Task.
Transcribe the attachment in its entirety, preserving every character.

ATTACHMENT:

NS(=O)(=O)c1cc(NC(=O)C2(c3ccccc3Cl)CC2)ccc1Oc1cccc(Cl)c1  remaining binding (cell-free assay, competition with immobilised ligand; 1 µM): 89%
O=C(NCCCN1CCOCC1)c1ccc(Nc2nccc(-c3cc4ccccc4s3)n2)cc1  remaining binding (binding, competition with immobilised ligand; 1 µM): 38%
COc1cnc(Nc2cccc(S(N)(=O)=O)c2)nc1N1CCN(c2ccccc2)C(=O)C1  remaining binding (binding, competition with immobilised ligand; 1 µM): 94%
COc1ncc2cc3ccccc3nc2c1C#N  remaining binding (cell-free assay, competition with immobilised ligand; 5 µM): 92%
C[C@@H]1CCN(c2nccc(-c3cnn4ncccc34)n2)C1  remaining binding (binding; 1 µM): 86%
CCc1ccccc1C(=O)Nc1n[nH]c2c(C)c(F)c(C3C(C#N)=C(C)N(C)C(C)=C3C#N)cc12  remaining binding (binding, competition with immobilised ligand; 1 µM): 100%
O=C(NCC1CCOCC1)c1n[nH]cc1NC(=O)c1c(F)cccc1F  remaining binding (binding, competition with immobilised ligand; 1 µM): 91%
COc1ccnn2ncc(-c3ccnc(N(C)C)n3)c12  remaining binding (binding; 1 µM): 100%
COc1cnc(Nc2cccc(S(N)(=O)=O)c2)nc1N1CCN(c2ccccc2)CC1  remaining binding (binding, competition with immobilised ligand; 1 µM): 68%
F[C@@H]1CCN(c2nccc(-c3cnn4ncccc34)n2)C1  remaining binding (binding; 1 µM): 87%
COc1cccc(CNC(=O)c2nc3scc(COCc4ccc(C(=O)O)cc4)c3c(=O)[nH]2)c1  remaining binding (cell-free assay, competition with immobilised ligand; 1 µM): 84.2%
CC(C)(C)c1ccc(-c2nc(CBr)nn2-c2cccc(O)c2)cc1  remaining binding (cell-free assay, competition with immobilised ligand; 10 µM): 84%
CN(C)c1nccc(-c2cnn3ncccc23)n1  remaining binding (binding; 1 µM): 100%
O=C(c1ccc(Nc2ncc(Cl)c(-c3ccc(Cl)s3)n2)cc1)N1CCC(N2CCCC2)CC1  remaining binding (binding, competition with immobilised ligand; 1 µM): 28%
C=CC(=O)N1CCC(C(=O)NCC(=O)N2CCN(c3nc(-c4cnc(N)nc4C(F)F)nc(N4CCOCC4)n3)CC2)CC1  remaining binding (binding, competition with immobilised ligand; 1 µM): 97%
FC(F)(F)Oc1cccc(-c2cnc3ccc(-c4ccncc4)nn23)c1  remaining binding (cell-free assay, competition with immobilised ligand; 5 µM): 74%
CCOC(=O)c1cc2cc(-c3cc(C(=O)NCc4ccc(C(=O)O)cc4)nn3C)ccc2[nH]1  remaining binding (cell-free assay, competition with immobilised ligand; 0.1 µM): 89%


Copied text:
NS(=O)(=O)c1cc(NC(=O)C2(c3ccccc3Cl)CC2)ccc1Oc1cccc(Cl)c1  remaining binding (cell-free assay, competition with immobilised ligand; 1 µM): 89%
O=C(NCCCN1CCOCC1)c1ccc(Nc2nccc(-c3cc4ccccc4s3)n2)cc1  remaining binding (binding, competition with immobilised ligand; 1 µM): 38%
COc1cnc(Nc2cccc(S(N)(=O)=O)c2)nc1N1CCN(c2ccccc2)C(=O)C1  remaining binding (binding, competition with immobilised ligand; 1 µM): 94%
COc1ncc2cc3ccccc3nc2c1C#N  remaining binding (cell-free assay, competition with immobilised ligand; 5 µM): 92%
C[C@@H]1CCN(c2nccc(-c3cnn4ncccc34)n2)C1  remaining binding (binding; 1 µM): 86%
CCc1ccccc1C(=O)Nc1n[nH]c2c(C)c(F)c(C3C(C#N)=C(C)N(C)C(C)=C3C#N)cc12  remaining binding (binding, competition with immobilised ligand; 1 µM): 100%
O=C(NCC1CCOCC1)c1n[nH]cc1NC(=O)c1c(F)cccc1F  remaining binding (binding, competition with immobilised ligand; 1 µM): 91%
COc1ccnn2ncc(-c3ccnc(N(C)C)n3)c12  remaining binding (binding; 1 µM): 100%
COc1cnc(Nc2cccc(S(N)(=O)=O)c2)nc1N1CCN(c2ccccc2)CC1  remaining binding (binding, competition with immobilised ligand; 1 µM): 68%
F[C@@H]1CCN(c2nccc(-c3cnn4ncccc34)n2)C1  remaining binding (binding; 1 µM): 87%
COc1cccc(CNC(=O)c2nc3scc(COCc4ccc(C(=O)O)cc4)c3c(=O)[nH]2)c1  remaining binding (cell-free assay, competition with immobilised ligand; 1 µM): 84.2%
CC(C)(C)c1ccc(-c2nc(CBr)nn2-c2cccc(O)c2)cc1  remaining binding (cell-free assay, competition with immobilised ligand; 10 µM): 84%
CN(C)c1nccc(-c2cnn3ncccc23)n1  remaining binding (binding; 1 µM): 100%
O=C(c1ccc(Nc2ncc(Cl)c(-c3ccc(Cl)s3)n2)cc1)N1CCC(N2CCCC2)CC1  remaining binding (binding, competition with immobilised ligand; 1 µM): 28%
C=CC(=O)N1CCC(C(=O)NCC(=O)N2CCN(c3nc(-c4cnc(N)nc4C(F)F)nc(N4CCOCC4)n3)CC2)CC1  remaining binding (binding, competition with immobilised ligand; 1 µM): 97%
FC(F)(F)Oc1cccc(-c2cnc3ccc(-c4ccncc4)nn23)c1  remaining binding (cell-free assay, competition with immobilised ligand; 5 µM): 74%
CCOC(=O)c1cc2cc(-c3cc(C(=O)NCc4ccc(C(=O)O)cc4)nn3C)ccc2[nH]1  remaining binding (cell-free assay, competition with immobilised ligand; 0.1 µM): 89%